Cuomo Must Protect NY Tap Water from Toxic PFOA Chemicals

The state has the power to protect New Yorkers from these dangerous chemicals in our drinking water when EPA will not.

Credit: Darwin Bell/Flickr

On the heels of press reports that Scott Pruitt’s EPA suppressed a report by the U.S. Department of Health and Human Services documenting the danger of two drinking water contaminants, a dozen environmental groups, including NRDC, are calling on Governor Cuomo today to set a tough new standard that will keep these dangerous pollutants—PFOA and PFOS—out of New Yorkers’ drinking water. Our call comes just in time for today’s summit on the chemicals hosted by the EPA, where the director of NRDC’s health program will be the only representative from an NGO speaking.

PFOA and PFOS (shorthand for perfluorooctanoic acid and perfluorooctanesulfonic acid) are toxic, manmade chemicals that are known to be harmful to human health. Since the 1960s, manufacturers used PFOA or PFOS in a wide variety of products, including Teflon, Scotchgard, paper and cardboard food packaging, firefighting foam, textiles, and toothpaste.

These contaminants have been found to harm the liver, increase cholesterol, lower sperm quality, accelerate puberty, delay mammary gland development, and may even cause cancer, among other health effects. Once dumped into the environment, they do not degrade, and once in the human body, they do not leave for years.

New York State has been an epicenter of this contamination crisis—from Upstate to Long Island. In Hoosick Falls, for example, concentrations of PFOA and PFOS in the blood of residents were found to be about 10 times the national average. Elevated levels of PFOA and PFOS have also been found in New Windsor, Fort Drum, Hempstead, Petersburgh, Newburgh, Hampton Bays, Cambridge, and Yaphank, and may well be found in other communities across the state.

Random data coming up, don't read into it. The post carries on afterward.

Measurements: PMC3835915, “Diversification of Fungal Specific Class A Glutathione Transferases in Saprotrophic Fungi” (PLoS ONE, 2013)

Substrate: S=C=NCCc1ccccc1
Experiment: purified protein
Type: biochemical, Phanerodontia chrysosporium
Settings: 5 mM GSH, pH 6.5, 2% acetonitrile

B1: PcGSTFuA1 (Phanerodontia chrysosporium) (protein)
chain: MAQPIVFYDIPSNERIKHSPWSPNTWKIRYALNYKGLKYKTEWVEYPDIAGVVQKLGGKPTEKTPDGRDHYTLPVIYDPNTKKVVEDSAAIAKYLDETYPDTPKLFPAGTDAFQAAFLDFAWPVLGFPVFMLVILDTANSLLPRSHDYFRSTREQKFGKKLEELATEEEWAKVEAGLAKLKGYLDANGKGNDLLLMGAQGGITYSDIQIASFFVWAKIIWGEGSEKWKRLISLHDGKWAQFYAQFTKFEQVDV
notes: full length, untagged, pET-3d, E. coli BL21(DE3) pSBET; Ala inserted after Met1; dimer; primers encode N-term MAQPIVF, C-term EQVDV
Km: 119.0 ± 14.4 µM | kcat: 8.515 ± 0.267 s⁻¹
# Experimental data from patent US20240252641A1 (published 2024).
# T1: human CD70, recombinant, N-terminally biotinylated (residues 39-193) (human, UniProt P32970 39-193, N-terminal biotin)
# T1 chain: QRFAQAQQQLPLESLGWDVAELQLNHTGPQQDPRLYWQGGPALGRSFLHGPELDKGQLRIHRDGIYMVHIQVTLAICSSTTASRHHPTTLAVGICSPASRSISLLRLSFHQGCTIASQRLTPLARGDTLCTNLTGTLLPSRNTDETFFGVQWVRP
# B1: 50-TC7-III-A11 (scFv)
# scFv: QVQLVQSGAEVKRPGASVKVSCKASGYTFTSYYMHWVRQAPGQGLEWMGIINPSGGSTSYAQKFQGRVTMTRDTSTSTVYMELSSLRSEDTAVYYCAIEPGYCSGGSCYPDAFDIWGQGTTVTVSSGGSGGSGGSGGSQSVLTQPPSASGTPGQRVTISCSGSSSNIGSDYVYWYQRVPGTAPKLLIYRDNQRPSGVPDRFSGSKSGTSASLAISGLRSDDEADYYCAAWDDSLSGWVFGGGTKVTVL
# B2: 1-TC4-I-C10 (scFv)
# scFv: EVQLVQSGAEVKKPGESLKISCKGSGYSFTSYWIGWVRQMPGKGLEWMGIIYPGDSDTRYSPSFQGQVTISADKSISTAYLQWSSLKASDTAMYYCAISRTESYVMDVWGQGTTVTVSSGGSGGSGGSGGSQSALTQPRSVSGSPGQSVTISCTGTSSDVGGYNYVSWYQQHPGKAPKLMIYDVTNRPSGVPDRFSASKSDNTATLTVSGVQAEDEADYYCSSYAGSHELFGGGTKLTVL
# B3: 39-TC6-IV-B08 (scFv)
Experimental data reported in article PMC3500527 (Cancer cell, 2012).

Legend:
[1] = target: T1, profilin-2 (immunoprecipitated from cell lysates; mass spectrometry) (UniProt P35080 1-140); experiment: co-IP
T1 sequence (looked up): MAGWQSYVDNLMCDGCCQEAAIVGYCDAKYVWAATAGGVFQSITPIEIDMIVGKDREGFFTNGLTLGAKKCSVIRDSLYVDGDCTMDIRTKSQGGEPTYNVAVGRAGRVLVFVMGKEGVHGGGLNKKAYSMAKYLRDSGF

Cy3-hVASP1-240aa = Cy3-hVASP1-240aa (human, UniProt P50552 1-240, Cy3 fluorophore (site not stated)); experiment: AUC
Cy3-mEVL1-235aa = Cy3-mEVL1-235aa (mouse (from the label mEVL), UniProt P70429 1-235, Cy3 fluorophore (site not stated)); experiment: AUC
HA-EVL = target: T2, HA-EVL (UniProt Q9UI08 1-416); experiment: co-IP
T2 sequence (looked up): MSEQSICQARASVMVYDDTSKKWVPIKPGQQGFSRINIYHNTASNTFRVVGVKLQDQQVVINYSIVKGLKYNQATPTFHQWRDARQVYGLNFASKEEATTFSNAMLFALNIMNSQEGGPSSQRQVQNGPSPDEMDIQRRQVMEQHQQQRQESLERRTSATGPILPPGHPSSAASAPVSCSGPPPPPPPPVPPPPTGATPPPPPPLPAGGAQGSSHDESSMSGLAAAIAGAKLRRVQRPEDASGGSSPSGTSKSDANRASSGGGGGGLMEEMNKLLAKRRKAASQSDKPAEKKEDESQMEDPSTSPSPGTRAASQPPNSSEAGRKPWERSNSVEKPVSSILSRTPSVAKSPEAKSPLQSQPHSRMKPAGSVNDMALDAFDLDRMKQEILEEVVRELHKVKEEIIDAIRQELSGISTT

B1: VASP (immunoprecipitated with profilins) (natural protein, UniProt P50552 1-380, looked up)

Over the course of the past year, NRDC has conducted a detailed review of PFOA and PFOS contamination. Based on an NRDC-commissioned analysis prepared by a former Chief Scientist at the Environmental Protection Bureau of the New York State Office of the Attorney General and former Section Chief of Environmental Research at the New York State Department of Health, Judith Schreiber, Ph.D., the signatory environmental groups are asking Cuomo to set an enforceable state standard for PFOA and PFOS of between 4 to 10 parts per trillion. (The EPA-suppressed study reportedly recommends setting a standard at a similar level.)

In light of federal inaction, a handful of states are already taking affirmative action to regulate PFOA and PFOS in drinking water, including New Jersey (pending MCL for PFOA at 14 ppt), and Vermont (combined groundwater enforcement standard of 20 ppt). New York should do the same.

Our groups' request is especially timely not only in light of news of the suppressed report and EPA’s summit today, but because a State Drinking Water Quality Council established by Governor Cuomo has for months been considering whether or not to adopt a standard for PFOA and PFOS, and if so, at what level.

The state has the power to protect New Yorkers from these dangerous chemicals in our drinking water when EPA will not. Now is the time for Governor Cuomo and his State Health Department to act by adopting a stringent new limit for these two toxic chemicals that threaten people’s health in communities all across the State.

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